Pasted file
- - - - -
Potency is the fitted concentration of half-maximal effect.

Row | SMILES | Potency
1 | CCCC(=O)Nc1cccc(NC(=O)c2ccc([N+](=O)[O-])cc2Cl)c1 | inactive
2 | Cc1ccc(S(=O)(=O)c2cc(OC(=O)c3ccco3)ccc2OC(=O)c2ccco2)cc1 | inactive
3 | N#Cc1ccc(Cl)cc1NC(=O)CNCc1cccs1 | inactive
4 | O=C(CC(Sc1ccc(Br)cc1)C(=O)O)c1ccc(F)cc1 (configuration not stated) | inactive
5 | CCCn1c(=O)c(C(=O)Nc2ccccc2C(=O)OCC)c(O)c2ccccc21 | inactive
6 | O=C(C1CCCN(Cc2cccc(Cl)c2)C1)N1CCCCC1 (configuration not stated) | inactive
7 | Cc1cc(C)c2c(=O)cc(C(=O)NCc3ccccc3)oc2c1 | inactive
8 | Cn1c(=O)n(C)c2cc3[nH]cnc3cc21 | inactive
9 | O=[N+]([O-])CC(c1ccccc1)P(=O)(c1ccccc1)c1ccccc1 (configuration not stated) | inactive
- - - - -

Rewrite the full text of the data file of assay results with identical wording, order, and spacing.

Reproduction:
Potency is the fitted concentration of half-maximal effect.

Row | SMILES | Potency
1 | CCCC(=O)Nc1cccc(NC(=O)c2ccc([N+](=O)[O-])cc2Cl)c1 | inactive
2 | Cc1ccc(S(=O)(=O)c2cc(OC(=O)c3ccco3)ccc2OC(=O)c2ccco2)cc1 | inactive
3 | N#Cc1ccc(Cl)cc1NC(=O)CNCc1cccs1 | inactive
4 | O=C(CC(Sc1ccc(Br)cc1)C(=O)O)c1ccc(F)cc1 (configuration not stated) | inactive
5 | CCCn1c(=O)c(C(=O)Nc2ccccc2C(=O)OCC)c(O)c2ccccc21 | inactive
6 | O=C(C1CCCN(Cc2cccc(Cl)c2)C1)N1CCCCC1 (configuration not stated) | inactive
7 | Cc1cc(C)c2c(=O)cc(C(=O)NCc3ccccc3)oc2c1 | inactive
8 | Cn1c(=O)n(C)c2cc3[nH]cnc3cc21 | inactive
9 | O=[N+]([O-])CC(c1ccccc1)P(=O)(c1ccccc1)c1ccccc1 (configuration not stated) | inactive